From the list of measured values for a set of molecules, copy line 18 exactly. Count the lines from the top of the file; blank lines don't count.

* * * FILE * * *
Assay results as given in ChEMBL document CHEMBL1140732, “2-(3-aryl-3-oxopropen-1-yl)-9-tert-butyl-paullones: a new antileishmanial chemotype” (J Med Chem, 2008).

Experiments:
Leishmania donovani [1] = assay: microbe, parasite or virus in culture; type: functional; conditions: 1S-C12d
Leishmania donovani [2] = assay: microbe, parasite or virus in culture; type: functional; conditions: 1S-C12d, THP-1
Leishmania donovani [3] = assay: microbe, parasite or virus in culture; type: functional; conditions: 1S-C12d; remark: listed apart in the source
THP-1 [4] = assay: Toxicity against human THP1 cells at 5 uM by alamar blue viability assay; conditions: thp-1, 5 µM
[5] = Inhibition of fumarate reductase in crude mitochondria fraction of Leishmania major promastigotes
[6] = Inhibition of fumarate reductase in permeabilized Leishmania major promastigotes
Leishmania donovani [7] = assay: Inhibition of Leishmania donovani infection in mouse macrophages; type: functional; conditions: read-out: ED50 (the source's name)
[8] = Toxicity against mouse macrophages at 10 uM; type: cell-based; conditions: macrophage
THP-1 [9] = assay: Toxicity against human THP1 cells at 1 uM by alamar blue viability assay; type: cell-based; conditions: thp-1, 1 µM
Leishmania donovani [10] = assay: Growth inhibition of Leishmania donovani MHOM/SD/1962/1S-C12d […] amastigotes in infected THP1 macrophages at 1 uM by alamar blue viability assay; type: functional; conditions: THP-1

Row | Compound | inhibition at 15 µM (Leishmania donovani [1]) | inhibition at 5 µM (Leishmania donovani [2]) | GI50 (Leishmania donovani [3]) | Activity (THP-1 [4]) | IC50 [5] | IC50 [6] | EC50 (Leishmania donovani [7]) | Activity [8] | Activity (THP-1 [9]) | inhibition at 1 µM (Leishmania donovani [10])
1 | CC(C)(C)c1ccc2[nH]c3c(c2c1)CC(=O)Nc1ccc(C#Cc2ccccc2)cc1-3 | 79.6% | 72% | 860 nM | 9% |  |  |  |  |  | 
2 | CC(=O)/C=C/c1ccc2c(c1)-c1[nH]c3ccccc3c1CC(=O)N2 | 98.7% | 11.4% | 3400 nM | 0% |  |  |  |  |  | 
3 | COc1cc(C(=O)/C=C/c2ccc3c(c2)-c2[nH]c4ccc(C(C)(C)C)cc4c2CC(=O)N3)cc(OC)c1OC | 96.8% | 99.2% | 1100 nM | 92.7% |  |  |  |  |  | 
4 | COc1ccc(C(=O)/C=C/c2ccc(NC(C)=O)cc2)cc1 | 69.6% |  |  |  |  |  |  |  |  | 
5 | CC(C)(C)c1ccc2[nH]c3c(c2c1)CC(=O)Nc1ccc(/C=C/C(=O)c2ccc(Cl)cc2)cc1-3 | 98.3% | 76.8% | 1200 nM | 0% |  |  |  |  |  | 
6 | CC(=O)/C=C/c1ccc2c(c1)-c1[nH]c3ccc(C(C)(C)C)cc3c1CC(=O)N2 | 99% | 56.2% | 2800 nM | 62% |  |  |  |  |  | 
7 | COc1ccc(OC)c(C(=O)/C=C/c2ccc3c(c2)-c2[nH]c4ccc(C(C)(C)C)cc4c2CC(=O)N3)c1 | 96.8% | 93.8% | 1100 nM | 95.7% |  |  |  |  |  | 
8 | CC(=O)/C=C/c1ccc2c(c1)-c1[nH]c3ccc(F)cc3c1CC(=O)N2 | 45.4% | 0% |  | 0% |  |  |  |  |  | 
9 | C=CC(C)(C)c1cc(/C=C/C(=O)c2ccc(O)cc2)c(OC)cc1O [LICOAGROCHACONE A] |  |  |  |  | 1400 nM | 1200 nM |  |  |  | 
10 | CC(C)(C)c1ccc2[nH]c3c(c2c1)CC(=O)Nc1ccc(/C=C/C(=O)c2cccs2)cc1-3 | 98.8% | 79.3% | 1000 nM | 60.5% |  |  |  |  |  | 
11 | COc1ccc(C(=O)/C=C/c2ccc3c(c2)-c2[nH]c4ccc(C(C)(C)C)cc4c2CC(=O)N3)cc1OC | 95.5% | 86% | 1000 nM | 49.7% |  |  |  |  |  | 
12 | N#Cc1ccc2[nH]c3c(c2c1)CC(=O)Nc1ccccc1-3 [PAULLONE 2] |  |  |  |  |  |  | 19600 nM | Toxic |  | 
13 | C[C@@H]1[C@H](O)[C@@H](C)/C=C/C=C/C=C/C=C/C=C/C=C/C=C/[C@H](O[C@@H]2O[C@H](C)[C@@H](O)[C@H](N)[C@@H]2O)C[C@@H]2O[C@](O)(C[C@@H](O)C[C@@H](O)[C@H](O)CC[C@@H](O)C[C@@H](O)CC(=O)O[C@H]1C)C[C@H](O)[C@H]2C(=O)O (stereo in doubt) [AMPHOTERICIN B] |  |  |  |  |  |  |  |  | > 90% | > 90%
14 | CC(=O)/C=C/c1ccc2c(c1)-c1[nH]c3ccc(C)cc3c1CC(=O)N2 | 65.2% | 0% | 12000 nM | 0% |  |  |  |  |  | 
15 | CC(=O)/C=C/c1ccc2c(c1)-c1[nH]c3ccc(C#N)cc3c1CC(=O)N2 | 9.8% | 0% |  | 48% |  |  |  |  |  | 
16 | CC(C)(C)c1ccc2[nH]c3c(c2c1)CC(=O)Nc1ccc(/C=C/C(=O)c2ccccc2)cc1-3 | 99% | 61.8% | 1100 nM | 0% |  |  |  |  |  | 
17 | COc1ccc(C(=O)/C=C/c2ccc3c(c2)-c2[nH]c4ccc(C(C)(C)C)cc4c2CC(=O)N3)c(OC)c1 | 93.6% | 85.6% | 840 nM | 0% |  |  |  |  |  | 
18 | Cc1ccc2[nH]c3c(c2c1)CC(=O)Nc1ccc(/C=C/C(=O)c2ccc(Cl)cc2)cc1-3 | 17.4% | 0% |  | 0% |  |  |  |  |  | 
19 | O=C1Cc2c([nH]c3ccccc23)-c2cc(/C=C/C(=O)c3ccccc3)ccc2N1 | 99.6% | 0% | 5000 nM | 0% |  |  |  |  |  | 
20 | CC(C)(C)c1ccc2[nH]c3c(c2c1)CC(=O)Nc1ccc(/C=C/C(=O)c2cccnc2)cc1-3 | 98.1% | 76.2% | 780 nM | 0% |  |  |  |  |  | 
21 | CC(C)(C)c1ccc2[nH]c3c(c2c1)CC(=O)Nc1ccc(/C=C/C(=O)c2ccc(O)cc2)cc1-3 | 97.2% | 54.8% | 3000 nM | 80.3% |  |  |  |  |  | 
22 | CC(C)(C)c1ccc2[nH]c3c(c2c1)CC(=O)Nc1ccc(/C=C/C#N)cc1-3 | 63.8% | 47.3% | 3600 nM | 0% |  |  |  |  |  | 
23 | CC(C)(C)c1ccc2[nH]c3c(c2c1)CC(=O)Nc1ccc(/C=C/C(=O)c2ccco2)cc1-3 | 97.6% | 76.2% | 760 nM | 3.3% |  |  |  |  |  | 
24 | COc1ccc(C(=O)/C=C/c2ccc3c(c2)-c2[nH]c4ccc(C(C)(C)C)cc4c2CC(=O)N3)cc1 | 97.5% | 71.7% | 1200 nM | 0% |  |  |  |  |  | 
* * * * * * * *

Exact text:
5 | CC(C)(C)c1ccc2[nH]c3c(c2c1)CC(=O)Nc1ccc(/C=C/C(=O)c2ccc(Cl)cc2)cc1-3 | 98.3% | 76.8% | 1200 nM | 0% |  |  |  |  |  | 